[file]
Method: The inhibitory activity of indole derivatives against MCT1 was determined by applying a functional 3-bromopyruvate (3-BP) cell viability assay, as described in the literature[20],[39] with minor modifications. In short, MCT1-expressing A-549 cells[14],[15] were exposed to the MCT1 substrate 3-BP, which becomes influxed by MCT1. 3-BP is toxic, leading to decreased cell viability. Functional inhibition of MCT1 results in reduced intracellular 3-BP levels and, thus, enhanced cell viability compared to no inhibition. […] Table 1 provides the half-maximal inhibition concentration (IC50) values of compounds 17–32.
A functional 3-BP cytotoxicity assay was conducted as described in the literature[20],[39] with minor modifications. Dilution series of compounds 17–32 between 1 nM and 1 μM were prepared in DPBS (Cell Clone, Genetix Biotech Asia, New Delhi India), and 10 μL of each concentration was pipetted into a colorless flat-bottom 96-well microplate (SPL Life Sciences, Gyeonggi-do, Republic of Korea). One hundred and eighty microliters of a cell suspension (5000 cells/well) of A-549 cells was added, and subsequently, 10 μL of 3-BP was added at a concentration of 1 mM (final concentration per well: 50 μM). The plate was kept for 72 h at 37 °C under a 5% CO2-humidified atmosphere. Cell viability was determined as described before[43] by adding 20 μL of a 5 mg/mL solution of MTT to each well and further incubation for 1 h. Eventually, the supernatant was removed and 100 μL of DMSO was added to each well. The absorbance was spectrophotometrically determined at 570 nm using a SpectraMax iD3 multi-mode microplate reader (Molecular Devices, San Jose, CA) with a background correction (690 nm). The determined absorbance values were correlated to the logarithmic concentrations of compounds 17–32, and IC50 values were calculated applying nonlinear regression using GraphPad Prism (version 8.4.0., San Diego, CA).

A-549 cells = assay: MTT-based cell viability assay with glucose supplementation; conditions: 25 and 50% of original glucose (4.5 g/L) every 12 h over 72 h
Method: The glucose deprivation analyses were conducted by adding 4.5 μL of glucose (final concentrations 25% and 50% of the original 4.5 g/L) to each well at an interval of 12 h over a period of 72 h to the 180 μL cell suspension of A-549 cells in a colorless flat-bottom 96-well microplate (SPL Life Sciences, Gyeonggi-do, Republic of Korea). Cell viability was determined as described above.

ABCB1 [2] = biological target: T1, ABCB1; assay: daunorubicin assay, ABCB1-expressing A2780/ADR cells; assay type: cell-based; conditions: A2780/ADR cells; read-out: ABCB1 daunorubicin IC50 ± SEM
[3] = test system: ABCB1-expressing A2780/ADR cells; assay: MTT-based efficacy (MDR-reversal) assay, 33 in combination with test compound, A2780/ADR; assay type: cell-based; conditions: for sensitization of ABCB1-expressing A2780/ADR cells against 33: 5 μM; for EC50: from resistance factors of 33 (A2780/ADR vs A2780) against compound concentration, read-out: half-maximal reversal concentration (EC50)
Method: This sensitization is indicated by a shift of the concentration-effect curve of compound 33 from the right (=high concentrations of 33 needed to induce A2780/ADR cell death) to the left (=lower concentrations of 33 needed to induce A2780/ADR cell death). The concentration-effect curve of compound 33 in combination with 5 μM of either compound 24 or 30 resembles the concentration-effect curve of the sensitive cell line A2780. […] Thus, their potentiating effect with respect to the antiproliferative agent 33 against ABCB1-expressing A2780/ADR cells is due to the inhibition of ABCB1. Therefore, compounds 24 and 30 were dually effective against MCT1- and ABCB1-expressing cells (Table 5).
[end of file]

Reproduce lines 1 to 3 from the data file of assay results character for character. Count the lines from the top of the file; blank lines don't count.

Method: The inhibitory activity of indole derivatives against MCT1 was determined by applying a functional 3-bromopyruvate (3-BP) cell viability assay, as described in the literature[20],[39] with minor modifications. In short, MCT1-expressing A-549 cells[14],[15] were exposed to the MCT1 substrate 3-BP, which becomes influxed by MCT1. 3-BP is toxic, leading to decreased cell viability. Functional inhibition of MCT1 results in reduced intracellular 3-BP levels and, thus, enhanced cell viability compared to no inhibition. […] Table 1 provides the half-maximal inhibition concentration (IC50) values of compounds 17–32.
A functional 3-BP cytotoxicity assay was conducted as described in the literature[20],[39] with minor modifications. Dilution series of compounds 17–32 between 1 nM and 1 μM were prepared in DPBS (Cell Clone, Genetix Biotech Asia, New Delhi India), and 10 μL of each concentration was pipetted into a colorless flat-bottom 96-well microplate (SPL Life Sciences, Gyeonggi-do, Republic of Korea). One hundred and eighty microliters of a cell suspension (5000 cells/well) of A-549 cells was added, and subsequently, 10 μL of 3-BP was added at a concentration of 1 mM (final concentration per well: 50 μM). The plate was kept for 72 h at 37 °C under a 5% CO2-humidified atmosphere. Cell viability was determined as described before[43] by adding 20 μL of a 5 mg/mL solution of MTT to each well and further incubation for 1 h. Eventually, the supernatant was removed and 100 μL of DMSO was added to each well. The absorbance was spectrophotometrically determined at 570 nm using a SpectraMax iD3 multi-mode microplate reader (Molecular Devices, San Jose, CA) with a background correction (690 nm). The determined absorbance values were correlated to the logarithmic concentrations of compounds 17–32, and IC50 values were calculated applying nonlinear regression using GraphPad Prism (version 8.4.0., San Diego, CA).

A-549 cells = assay: MTT-based cell viability assay with glucose supplementation; conditions: 25 and 50% of original glucose (4.5 g/L) every 12 h over 72 h